Nevertheless, if I’m going to be able to afford to continue to submit my book, I think I’m going to have to quit smoking again (yes, I’m smoking again. To quote Kurt Cobain, “I have never failed to fail.”)
Alright, good news. My mailperson brought my wife and I a present recently (and by "recently," I mean months ago): In the Carnival of Breathing, the new chapbook by my friend, Lisa Fay Coutley. One of these days, I’ll have the linguistic facilities to say something other than “brilliant, breathtaking and beautiful” about this and her previous chapbook, Back-Talk. Until then: brilliant, breathtaking and beautiful. Buy them both immediately (even if you don’t have a pulse or a few bucks).
I get a half hour lunch every day at work. How I spend it depends on where I’m at. The other day, I was near a local used books store, A Novel Idea. I did not eat. I bought Mary Oliver’s New and Selected Poems and a hardcover copy of Louise Gluck’s Meadowlands. Both for only 7 bucks! Good news, indeed.
I think I’ve re-finished my first book manuscript. It has a new title, which is really an old title (its original title).
Here are a couple books I’ve read recently and a few words about them:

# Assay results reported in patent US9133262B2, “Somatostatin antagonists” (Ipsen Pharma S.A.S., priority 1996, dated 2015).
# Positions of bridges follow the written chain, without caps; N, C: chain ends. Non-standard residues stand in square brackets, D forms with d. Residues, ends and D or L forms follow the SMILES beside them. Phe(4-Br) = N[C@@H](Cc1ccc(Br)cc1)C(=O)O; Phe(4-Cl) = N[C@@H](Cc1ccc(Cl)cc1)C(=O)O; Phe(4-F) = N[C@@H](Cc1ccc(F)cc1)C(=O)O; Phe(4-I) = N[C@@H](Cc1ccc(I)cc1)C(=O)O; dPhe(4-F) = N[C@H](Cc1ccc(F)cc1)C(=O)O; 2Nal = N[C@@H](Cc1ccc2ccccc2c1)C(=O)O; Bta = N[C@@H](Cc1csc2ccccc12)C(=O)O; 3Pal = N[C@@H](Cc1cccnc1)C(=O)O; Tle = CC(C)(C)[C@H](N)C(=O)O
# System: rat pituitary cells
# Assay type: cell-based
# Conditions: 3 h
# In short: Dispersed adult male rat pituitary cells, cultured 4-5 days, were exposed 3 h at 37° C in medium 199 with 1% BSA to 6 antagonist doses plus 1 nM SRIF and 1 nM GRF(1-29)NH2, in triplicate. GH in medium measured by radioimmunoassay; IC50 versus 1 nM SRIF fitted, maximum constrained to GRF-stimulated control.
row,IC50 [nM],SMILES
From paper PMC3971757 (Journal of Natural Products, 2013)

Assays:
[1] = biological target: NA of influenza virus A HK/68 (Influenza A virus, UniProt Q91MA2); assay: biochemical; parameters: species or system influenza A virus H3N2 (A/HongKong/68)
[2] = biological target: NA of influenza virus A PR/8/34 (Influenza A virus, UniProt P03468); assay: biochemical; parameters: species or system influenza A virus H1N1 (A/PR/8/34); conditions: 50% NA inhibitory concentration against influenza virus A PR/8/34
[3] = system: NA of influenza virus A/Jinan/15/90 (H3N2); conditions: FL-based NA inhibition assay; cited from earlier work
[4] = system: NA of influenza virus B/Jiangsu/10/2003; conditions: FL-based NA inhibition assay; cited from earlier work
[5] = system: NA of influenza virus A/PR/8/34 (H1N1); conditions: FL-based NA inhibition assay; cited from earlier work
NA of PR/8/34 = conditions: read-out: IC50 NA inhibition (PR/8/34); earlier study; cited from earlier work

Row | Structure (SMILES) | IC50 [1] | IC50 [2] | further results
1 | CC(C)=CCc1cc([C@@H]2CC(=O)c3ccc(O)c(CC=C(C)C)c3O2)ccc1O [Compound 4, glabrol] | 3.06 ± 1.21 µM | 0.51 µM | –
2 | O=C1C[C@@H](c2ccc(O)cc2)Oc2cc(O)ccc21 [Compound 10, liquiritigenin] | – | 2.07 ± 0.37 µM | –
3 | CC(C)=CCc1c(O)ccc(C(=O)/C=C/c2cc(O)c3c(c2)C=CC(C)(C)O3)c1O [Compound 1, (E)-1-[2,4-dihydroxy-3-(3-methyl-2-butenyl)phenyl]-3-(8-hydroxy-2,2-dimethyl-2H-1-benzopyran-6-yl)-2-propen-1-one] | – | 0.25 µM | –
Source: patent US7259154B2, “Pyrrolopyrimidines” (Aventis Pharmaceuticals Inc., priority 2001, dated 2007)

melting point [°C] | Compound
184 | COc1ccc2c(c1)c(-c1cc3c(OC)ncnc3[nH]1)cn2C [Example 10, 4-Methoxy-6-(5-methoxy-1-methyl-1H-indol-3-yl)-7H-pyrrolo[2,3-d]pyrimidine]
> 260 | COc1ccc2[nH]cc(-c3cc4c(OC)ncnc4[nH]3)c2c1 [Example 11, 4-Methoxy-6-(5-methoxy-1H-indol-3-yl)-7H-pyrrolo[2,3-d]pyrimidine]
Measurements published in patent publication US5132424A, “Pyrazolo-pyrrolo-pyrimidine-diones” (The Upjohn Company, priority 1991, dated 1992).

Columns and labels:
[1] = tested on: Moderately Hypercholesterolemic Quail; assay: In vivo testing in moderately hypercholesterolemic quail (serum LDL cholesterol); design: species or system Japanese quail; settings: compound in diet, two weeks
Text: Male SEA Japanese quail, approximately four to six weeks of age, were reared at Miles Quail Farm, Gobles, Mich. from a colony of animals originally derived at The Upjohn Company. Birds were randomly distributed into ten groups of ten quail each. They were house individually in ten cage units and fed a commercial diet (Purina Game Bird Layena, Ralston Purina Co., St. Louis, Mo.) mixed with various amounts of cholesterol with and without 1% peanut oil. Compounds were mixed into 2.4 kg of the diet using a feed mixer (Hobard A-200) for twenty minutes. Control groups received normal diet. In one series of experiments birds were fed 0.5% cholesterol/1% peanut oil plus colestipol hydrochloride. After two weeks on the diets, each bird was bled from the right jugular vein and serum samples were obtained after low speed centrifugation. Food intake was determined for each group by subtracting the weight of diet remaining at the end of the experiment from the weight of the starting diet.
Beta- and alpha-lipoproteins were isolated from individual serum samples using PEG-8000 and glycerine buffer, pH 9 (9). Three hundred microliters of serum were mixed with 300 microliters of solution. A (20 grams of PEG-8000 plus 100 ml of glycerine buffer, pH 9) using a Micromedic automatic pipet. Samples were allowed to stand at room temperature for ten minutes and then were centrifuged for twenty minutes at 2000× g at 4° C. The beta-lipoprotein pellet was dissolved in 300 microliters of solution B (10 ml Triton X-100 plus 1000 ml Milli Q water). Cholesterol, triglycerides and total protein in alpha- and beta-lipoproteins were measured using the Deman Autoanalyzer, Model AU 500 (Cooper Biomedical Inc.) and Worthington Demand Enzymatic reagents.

Man on Extremely Small Island by Jason Koo (C&R Press, 2009). Koo’s poems manage to be both tight and expansive (which I guess is kind of what I image being on an island feels like, though I wouldn’t know, having never been on one). They also manage to be seriously, seriously depressing but also seriously, seriously funny. The angst in this book would make the best grunge singers tear up and the humor had me laughing out loud at 5:30 in the morning while waiting for my next customer to show up. Take, for example, the first few lines of the cooly titled “How to Watch Your Team Lose Game Seven of the World Series”: “You can’t. And because you can’t, make sure/ To watch the game alone. A sports bar filled with frat boys/ Is not a good idea.” Koo is surreal but with a Midwest sensibility (he grew up in Cleveland) and I certainly appreciate and respect his ability to manage both of those.